Employee burnout and workplace stress is extremely common today. According to Deloitte’s Workplace Burnout Survey, it found that 77% of its surveyed 1,000 full-time US professionals have experienced burnout at least once in their current role.
Business leaders and managers need to take measures to prevent workplace stress, not wait until it impacts employees’ well-being and productivity levels to take action. However, identifying early signs of stress among employees is difficult to say the least. Particularly in the wake of the COVID-19 pandemic, where employees were made to work from home and lines between work and personal lines blurred, it becomes even harder for managers to spot the warning signs.
In this new world of working, here are some ways in which managers can identify and manage stress within the team.
Identify common stress-related symptoms
Spotting early signs of stress-related symptoms can help managers and employees manage the root cause head on rather than waiting until the problem becomes something bigger. Employees who are feeling stressed and overwhelmed typically display a myriad of symptoms, such as missing deadlines, producing poor work quality to calling in sick often or even being involved in more workplace conflicts. Training managers and equipping them with tools to identify common stress-related symptoms can help both managers and employees to effectively handle stress.
Understand how varying work arrangements may impact employees
The COVID-19 pandemic has created a paradigm shift in terms of work arrangements. Flexible working is no longer a workplace perk – it is a necessity to ensure business continuity today. However, the varying work arrangements can induce stress among employees as they struggle to define the boundaries between work and personal lives. As hybrid work arrangements become a norm, it is necessary for managers to understand and help employees transition to the new way of work. Look out for employees who may have trouble adjusting to the different work environment, such as working from home or working in the office. Gather feedback or speak to employees individually to understand what type of working arrangement best works for them.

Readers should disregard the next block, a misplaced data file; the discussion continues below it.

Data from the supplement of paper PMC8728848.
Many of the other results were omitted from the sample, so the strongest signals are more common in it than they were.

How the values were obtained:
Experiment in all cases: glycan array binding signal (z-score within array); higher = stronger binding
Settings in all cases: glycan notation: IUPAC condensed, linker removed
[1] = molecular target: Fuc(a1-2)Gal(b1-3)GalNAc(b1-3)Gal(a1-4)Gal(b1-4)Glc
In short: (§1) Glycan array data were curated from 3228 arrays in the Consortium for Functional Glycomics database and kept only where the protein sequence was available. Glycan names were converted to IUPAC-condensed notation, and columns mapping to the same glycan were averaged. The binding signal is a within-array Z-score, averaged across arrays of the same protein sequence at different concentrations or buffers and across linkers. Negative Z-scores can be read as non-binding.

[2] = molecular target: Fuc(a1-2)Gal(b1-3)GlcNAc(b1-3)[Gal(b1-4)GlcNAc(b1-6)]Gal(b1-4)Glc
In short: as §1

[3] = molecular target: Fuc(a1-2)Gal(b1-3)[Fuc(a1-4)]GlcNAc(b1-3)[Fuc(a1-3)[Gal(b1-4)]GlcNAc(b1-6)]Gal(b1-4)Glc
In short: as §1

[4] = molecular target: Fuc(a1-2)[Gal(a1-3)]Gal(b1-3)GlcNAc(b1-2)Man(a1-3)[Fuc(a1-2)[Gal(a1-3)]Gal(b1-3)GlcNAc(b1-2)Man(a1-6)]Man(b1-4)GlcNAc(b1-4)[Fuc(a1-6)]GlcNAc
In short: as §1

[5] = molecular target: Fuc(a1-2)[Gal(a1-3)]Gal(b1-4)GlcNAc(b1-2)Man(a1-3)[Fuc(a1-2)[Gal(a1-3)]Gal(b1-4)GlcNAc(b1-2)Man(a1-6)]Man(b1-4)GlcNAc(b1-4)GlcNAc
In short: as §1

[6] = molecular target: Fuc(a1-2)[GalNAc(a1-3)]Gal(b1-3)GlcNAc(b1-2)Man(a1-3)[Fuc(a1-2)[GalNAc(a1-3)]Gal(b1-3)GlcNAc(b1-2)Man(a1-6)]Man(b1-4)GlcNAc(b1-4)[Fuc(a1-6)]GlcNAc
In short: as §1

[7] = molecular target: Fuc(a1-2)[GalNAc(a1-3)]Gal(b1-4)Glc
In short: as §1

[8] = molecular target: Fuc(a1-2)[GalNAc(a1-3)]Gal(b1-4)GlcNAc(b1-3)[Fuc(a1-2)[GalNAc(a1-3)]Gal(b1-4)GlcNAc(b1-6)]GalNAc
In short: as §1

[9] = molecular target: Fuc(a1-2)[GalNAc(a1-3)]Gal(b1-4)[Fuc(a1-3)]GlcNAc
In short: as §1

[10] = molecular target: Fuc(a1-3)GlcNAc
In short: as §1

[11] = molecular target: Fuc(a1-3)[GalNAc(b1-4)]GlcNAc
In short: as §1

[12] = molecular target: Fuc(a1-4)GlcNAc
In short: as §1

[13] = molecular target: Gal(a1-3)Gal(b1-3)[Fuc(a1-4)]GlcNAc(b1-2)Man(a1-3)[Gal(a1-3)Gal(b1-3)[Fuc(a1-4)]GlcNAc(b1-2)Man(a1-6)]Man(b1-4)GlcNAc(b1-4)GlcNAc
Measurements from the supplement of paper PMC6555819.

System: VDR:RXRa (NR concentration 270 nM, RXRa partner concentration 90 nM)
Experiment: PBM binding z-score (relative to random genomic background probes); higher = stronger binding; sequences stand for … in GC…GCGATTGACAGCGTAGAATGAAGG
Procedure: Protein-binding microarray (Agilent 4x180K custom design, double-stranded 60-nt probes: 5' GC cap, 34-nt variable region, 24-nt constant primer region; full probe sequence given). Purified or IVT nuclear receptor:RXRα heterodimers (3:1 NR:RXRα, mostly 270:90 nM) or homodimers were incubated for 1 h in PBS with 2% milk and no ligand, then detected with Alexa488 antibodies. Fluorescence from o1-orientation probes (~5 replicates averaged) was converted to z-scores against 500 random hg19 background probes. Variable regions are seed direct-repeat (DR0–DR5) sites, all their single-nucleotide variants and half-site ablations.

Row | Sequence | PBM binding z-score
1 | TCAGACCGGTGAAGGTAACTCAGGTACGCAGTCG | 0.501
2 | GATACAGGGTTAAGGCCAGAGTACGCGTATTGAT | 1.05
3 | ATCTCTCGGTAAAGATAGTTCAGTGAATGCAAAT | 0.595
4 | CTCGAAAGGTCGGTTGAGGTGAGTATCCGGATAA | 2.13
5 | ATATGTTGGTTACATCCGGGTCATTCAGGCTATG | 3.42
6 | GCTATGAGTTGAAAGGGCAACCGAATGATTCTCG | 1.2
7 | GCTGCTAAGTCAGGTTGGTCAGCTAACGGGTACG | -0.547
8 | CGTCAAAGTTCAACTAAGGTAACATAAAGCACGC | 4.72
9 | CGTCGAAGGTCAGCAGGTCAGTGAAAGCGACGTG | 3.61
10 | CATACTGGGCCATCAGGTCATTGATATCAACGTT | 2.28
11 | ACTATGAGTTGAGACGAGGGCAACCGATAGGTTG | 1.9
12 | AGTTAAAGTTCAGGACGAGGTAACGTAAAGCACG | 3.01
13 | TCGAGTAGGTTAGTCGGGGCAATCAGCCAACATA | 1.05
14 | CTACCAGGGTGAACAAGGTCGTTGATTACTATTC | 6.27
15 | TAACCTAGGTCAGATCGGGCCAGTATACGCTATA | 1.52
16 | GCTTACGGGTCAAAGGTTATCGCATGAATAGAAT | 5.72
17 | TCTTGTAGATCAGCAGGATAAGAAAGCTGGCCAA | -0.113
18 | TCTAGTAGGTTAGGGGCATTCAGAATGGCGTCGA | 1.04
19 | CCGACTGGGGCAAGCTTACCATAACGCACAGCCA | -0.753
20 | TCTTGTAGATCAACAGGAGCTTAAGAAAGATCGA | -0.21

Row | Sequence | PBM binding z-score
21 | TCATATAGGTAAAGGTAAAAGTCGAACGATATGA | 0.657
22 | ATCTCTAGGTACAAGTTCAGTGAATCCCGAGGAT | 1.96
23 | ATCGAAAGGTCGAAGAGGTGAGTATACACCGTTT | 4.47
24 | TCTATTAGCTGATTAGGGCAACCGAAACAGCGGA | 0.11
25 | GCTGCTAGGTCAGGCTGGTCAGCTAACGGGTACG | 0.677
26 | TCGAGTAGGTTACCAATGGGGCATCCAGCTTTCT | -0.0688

Help employees succeed in managing stress
The best way to help employees succeed in managing their stress levels is to be authentic. Show empathy and be genuinely concerned about their mental health. Do regular check-ins with employees to understand their progress and equip employees for success in managing their stress levels, be it through financial means such as time off or self-care. After all, investing in employees’ well-being showcases that the organisation is genuinely concerned about employees’ well-being, translating into a more productive and engaged workforce in the long run.
Create a safe avenue for employees to open up
Have designated avenues or communication channels for employees to voice out their emotional or mental well-being concerns without facing judgement. Business leaders and managers should foster an “open-door” policy where employees feel comfortable to speak to someone about their workload or any other factors that are contributing to their stress.
Workplace stress is extremely common. By training managers to identify early signs of stress among employees and providing tools and avenues for employees to cope with stress, it will ultimately help to create a more engaged, productive, and stress-free workforce in the long run.